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Coronavirus Disease 2019 (COVID-19) in Children

Practice Essentials

Coronavirus disease 2019 (COVID-19) is an illness caused by severe acute respiratory syndrome coronavirus 2 (SARS-CoV-2). In the United States and throughout the world, fewer cases of COVID-19 have been reported in children than in adults. Whereas children comprise 22% of the US population, approximately 14% of all cases of COVID-19 reported to the Centers for Disease Control and Prevention (CDC) were among children (as of September 27, 2021).
 Most cases in children are mild, and treatment consists of supportive care. 

The American Academy of Pediatrics (AAP) reports children represent 16.0% of all cases in the 49 states reporting by age; over 5.7 million children have tested positive in the United States since the onset of the pandemic as of September 23, 2021. This represents an overall rate of 7,607 cases per 100,000 children. During the 2-week period of September 9 to September 23, 2021, there was an 8% increase in cumulated number of children who tested positive, representing 432,843 new cases. In the week from September 16 to September 23, 2021, cases in children numbered 206,864, representing 26.7% of the new weekly cases. Children were 1.6-4.1% of total reported hospitalizations, and between 0.1-2.0% of all child COVID-19 cases resulted in hospitalization.

Signs and symptoms of COVID-19 in children

Common symptoms of COVID-19 in children are cough and fever. It is important to note, however, that these symptoms may not always be present; thus, a high index of suspicion for SARS-CoV-2 infection is required in children.
 Other symptoms include the following:

Shortness of breath

Pharyngeal erythema/sore throat






Nasal congestion

Abdominal pain



Loss of sense of taste (ageusia) and/or smell (anosmia)


Laboratory studies

Although a consistent pattern of characteristic laboratory findings has not yet been identified in children with confirmed COVID-19, the following abnormalities have been observed:


Increased levels of liver and muscle enzymes and lactate dehydrogenase

Increased myoglobin and creatine kinase isoenzyme levels

Elevated C-reactive protein (CRP) level

Elevated erythrocyte sedimentation rate

Increased procalcitonin level

Elevated D-dimer

Imaging studies

Common chest radiograph findings in children with COVID-19 pneumonia include bilaterally distributed peripheral and subpleural ground-glass opacities and consolidation.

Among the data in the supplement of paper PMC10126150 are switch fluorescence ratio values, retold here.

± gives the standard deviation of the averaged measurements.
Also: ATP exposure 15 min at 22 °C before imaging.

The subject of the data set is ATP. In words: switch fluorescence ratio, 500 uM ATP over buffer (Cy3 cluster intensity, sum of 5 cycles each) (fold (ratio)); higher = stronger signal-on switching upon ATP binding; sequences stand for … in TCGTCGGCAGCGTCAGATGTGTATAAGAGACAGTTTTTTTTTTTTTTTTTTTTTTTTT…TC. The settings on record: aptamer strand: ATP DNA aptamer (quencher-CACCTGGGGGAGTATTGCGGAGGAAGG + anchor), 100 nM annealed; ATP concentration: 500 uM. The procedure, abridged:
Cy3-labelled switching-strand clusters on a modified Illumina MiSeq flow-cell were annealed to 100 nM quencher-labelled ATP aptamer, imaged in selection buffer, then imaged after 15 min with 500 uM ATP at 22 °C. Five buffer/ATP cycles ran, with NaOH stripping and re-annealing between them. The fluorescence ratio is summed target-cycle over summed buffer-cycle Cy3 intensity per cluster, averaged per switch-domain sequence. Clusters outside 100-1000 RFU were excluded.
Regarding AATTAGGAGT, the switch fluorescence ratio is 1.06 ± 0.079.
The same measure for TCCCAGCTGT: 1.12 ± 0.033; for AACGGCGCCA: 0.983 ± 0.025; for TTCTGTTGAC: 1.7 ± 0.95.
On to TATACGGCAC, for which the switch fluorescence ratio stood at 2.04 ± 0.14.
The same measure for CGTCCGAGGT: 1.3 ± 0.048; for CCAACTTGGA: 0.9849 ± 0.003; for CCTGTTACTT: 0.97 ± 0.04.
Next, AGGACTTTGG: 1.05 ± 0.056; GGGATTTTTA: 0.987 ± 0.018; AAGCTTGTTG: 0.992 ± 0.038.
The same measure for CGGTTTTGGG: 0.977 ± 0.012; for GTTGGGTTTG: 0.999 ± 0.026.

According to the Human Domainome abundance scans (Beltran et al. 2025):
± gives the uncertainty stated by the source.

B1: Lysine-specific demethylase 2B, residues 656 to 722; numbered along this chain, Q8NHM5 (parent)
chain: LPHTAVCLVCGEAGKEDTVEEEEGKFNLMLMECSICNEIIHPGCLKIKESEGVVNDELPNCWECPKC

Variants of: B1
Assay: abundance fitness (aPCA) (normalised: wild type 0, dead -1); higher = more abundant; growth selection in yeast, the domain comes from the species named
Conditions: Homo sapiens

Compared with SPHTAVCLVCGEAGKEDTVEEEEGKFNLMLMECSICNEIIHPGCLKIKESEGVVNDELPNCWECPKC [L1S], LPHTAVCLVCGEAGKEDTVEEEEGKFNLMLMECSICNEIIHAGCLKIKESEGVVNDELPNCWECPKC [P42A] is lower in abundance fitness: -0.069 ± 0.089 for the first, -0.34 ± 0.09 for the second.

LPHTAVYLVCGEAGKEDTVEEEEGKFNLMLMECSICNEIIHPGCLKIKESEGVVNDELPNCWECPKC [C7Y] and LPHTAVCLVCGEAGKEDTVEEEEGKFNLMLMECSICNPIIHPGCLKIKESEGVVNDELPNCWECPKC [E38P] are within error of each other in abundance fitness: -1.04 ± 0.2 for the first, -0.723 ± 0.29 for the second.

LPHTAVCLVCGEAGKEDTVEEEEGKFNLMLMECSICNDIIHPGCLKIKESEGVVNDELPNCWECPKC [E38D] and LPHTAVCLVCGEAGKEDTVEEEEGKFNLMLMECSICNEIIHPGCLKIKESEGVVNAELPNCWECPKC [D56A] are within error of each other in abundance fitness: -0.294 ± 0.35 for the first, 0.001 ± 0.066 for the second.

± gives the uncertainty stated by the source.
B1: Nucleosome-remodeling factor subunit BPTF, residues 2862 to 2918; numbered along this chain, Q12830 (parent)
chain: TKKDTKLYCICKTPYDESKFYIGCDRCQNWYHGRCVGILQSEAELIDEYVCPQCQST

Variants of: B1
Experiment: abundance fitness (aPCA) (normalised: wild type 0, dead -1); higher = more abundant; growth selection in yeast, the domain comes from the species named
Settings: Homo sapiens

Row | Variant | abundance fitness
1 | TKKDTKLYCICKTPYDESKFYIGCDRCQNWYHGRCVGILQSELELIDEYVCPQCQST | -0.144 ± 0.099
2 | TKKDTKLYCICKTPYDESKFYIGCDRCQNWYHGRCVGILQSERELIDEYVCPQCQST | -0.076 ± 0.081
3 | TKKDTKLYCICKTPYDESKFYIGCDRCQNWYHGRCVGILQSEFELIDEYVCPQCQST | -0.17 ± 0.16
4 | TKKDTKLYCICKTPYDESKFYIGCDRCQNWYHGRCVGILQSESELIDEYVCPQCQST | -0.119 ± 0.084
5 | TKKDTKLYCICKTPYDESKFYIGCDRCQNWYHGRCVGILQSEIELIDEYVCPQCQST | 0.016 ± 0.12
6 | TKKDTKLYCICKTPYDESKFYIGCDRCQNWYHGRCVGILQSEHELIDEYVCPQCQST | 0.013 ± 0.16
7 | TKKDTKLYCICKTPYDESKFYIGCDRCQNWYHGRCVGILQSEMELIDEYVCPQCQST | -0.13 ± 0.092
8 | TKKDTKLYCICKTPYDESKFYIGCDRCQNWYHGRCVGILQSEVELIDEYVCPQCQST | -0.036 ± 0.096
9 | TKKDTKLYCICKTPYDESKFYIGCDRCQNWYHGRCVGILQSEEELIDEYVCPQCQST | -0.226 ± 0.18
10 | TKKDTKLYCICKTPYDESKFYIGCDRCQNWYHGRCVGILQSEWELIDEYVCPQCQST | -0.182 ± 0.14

Findings observed on computed tomography (CT) of the chest in children with COVID-19 include the following:

Ground-glass opacities/nodules

Consolidation with a surrounding halo sign

Bilateral or local patchy shadowing

Interstitial abnormalities


Treatment consists mainly of supportive care, including oxygen therapy in children with hypoxia. 

Remdesivir, an antiviral agent, is the only drug that has received full approval from the FDA for treatment of COVID-19. It is indicated for treatment of COVID-19 disease in hospitalized adults and children aged 12 years and older who weigh at least 40 kg.
 An emergency use authorization (EUA) remains in place to treat pediatric patients weighing 3.5 kg to less than 40 kg or children younger than 12 years who weigh at least 3.5 kg.
 The FDA expanded the EUA to include use in all hospitalized patients with confirmed or suspected COVID-19 disease, regardless of oxygen status.

The FDA has granted emergency use approvals (EUAs) for 3 SARS-CoV-2 vaccines since December 2020. Two are mRNA vaccines – BNT-162b2 (Pfizer) and mRNA-1273 (Moderna), whereas the third is a viral vector vaccine – Ad26.COV2.S (Johnson & Johnson). On May 10, 2021, the FDA extended the EUA for the BNT-162b2 vaccine to include younger adolescents aged 12-15 years. 

Convalescent plasma was granted EUA on August 23; however, safety and effectiveness in patients aged 18 years or younger have not been evaluated. The decision to treat patients < 18 years of age with COVID-19 convalescent plasma should be based on an individualized assessment of risk and benefit. For further information regarding administration, see the EUA COVID-19 Convalescent Fact Sheet for Health Care Providers. Numerous other antiviral agents, immunotherapies, and vaccines continue to be investigated and developed as potential therapies. 

EUAs have also been granted for outpatient monoclonal directed therapies (ie, casirivimab plus imdevimab, bamlanivimab plus etesevimab) for individuals aged 12 years and older who test positive and are at high risk of severe COVID-19 or hospitalization.

Please see Coronavirus Disease 2019 (COVID-19) for continually updated clinical guidance concerning COVID-19, Treatment of Coronavirus Disease 2019 (COVID-19): Investigational Drugs and Other Therapies for updated drug information, and COVID-19 Vaccines for current information about the vaccines. Health care personnel are also referred to Medscape’s Novel Coronavirus Resource Center for the latest news, perspective, and resources.

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